Thursday, May 20, 2010
3:00 – 4:00 pm
Science & Engineering Library
An increasing number of the products we encounter in our daily lives contain nanomaterials, and even more “conventional” products are made using nanotechnology. What is it about a nanomaterial that makes it different, what is the promise of the emerging field of nanotechnology, and what are the dangers? Professor Sailor, a world-renowned expert in nanotechnology, will provide a general lecture on these issues, providing examples from the fields of medicine, consumer products, and environmental sciences.
Michael J. Sailor is a Professor of Chemistry and Biochemistry at the University of California, San Diego. He has Affiliate appointments in the Department of Bioengineering and in the Department of Nanoengineering at UCSD. He holds a B.S. degree in Chemistry from Harvey Mudd College and a Ph.D. degree in Chemistry from Northwestern University. He joined the faculty at the University of California, San Diego in 1990, after post-doctoral appointments at Stanford and Caltech.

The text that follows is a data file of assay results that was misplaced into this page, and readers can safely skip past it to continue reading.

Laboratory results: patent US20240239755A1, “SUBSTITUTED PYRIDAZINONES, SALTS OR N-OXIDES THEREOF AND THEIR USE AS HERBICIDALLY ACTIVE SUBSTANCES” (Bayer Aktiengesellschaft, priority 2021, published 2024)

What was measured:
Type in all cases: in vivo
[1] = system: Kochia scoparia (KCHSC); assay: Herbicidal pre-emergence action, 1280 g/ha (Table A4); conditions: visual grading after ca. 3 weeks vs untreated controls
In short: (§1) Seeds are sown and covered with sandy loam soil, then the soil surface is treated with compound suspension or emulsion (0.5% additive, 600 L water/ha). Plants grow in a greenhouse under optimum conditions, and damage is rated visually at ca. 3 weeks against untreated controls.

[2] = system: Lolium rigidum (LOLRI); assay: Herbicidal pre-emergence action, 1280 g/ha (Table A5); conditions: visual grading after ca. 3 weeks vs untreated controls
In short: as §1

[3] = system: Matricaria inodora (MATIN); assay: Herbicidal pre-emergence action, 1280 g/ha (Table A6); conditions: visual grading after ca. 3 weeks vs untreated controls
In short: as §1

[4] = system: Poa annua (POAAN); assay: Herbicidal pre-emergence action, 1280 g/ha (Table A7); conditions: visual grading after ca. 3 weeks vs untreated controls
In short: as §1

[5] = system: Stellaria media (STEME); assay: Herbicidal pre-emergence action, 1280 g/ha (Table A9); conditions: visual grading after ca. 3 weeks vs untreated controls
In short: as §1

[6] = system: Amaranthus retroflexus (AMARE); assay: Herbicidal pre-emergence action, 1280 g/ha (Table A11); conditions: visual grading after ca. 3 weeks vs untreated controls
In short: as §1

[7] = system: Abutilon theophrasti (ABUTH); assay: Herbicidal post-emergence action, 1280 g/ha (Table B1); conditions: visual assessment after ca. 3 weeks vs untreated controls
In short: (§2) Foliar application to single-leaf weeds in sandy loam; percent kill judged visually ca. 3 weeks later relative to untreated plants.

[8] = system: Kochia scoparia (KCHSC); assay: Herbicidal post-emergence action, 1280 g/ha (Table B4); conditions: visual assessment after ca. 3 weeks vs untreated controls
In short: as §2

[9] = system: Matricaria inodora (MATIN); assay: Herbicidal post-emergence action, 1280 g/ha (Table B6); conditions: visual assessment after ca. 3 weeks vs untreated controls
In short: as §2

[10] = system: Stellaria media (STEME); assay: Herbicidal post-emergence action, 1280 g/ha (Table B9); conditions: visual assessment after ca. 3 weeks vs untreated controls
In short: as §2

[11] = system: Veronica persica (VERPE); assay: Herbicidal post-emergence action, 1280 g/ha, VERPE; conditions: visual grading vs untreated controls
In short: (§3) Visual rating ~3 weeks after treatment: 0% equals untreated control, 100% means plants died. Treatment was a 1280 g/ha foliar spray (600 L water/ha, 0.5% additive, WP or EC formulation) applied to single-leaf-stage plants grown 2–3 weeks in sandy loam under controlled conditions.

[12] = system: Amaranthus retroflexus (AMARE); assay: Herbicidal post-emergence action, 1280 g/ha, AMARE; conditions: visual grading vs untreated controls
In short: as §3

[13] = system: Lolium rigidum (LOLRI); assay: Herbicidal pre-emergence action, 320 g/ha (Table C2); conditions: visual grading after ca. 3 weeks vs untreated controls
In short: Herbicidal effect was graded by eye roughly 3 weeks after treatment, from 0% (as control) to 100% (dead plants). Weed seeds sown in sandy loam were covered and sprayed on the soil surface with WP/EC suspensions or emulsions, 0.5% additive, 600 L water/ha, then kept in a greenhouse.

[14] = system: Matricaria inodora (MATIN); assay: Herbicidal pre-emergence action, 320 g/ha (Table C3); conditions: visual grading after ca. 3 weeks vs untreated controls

Professor Sailor is an expert in nanophase materials, with emphasis on silicon-based photonic systems. Current projects in his research lab at UCSD are directed at problems in nanoparticle-based diagnosis and treatment of disease, optical biosensors, detectors for toxins, pollutants, and biological warfare agents, energy harvesting and storage, and microfluidic systems. Their research received a recent mention on CNN and was covered in more detail in this UCSD press release.
Please register online at http://www.tinyurl.com/sailor-lecture
Light refreshments will be served.